Hiawatha Elementary has several new instructors this coming academic year. Leighanna Stewart and Mikaela Lehew are new third grade teachers. Nancy Linck and Jackie Reneberg will join the fourth grade teaching staff. Jamie Van Peursem moves from her third grade teaching position to kindergarten. Also joining staff at the elementary school will be Cassie Trader, new kindergarten Special Education instructor.

Hiawatha Middle School

At the middle school, Brady Mulligan will be a new sixth grade history teacher. Crystal Willich will be a new fifth grade ELA (English/Language Arts) instructor. Whitlea Simmons will be a new HMS social worker. Teaching band will be Kylah Bateman.

Transferring from the grade school, Marissa LeMay will be a new Title reading teacher, while Kelsey Lee will join the seventh grade staff teaching FACS and Science, while Andy Runer will be moving over to teach FACS and Social Science.

Hiawatha High School

Bateman will also be joining the HHS staff as band for 9th-12th. Also at HHS, Jeremy Bittner will be a new science teacher and Hannah Hoffman will be a new math teacher. Carl Parman will be a new PE/weights instructor and Christi Waggoner will join the staff as the high school counselor. Kelly Griswold is joining the HHS staff as the new JAG-K instructor.

Teachers will be back in the buildings Aug. 12 prepping for the upcoming academic year, which has been pushed back until Sept. 2 for kindergarten, fifth and ninth students with the remaining starting Sept. 3. Online enrollment begins this week.


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Hiawatha City Commission supports masks, will not mandate

Hiawatha Hospital CEO John Broberg was present at Monday night’s meeting of the Hiawatha City Commission, and presented the commission with a request for the city to mandate the use of masks in public places where social distancing is not feasible.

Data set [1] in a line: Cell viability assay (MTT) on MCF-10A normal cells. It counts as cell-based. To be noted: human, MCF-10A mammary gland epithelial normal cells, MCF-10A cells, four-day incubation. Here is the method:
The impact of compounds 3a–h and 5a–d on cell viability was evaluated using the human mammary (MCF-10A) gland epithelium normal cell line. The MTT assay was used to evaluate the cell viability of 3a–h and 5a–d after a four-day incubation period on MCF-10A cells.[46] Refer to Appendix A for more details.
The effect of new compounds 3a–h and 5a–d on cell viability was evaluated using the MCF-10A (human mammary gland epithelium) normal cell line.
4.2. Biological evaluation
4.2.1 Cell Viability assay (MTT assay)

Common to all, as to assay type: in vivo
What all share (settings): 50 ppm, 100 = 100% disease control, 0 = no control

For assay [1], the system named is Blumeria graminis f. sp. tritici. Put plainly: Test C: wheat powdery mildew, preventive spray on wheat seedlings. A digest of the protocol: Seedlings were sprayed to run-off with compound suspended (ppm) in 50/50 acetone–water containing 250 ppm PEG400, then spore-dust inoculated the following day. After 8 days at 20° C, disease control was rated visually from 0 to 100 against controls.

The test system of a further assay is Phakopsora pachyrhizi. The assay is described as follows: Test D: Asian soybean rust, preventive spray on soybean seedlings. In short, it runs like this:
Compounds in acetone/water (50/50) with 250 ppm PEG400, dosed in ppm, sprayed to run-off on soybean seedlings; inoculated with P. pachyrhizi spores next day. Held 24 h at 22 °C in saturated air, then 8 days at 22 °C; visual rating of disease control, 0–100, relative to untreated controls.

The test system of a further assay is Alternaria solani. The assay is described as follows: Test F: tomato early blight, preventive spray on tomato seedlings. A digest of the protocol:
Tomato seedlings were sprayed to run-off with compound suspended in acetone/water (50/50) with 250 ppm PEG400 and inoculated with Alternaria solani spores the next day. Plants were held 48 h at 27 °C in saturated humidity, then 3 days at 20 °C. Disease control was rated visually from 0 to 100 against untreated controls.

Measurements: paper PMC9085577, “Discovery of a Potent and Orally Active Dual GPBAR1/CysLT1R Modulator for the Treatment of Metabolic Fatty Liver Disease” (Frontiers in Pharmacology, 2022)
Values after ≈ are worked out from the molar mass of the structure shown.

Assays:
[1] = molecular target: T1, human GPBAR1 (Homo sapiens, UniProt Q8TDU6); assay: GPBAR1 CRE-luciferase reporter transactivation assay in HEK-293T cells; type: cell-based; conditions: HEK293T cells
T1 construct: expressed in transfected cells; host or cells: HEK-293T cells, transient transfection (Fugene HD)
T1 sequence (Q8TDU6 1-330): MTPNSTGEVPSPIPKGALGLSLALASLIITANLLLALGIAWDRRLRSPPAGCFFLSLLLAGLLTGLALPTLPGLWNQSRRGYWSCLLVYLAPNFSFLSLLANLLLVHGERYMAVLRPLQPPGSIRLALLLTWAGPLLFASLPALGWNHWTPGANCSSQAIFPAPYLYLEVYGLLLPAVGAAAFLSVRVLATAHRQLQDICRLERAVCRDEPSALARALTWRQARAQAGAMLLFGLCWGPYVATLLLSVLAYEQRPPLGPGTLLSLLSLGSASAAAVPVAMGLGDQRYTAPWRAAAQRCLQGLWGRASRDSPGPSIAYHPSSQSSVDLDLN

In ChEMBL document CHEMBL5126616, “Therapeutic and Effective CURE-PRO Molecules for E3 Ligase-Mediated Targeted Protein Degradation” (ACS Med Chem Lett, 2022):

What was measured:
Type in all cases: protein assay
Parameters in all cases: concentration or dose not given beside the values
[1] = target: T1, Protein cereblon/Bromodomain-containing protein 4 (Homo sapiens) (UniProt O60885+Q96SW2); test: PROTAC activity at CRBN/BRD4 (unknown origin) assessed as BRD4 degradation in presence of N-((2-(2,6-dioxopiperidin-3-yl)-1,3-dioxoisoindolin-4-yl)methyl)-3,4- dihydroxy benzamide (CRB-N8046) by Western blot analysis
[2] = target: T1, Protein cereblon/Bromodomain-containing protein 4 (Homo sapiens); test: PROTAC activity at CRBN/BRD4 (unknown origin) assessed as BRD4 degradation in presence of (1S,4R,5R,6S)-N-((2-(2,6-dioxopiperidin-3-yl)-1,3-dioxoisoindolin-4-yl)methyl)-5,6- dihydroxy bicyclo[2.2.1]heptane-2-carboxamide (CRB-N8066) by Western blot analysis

The Commission discussed the proposal, but ultimately declined to move toward a mandate. Mayor Bill Collins stated his support for Broberg and the hospital, as well as for the use of masks, but said that the difficulty of enforcing a mask mandate made the proposition counterproductive.

Police Chief John Defore pitched in that a mask mandate would be a civil, rather than criminal matter, thus impossible to enforce — similar to the familiar “No shirt, no shoes, no service” signs seen in stores. He did note that a business could have anyone who violated a mask requirement on their premises charged with criminal trespass.

Broberg informed the commission that Brown County has recorded 36 cases of COVID-19. He stated that it took the county nearly two months to get to 14 cases, but that in the last month that number has grown by almost 200 percent. The hospital CEO said that the virus continues to weigh down resources at all facilities, and said that the use of masks “is not about politics — it is about science and public health.”

The request was accompanied by letters of support from Maple Heights, The Pines, Vintage Park and Heartland Realty.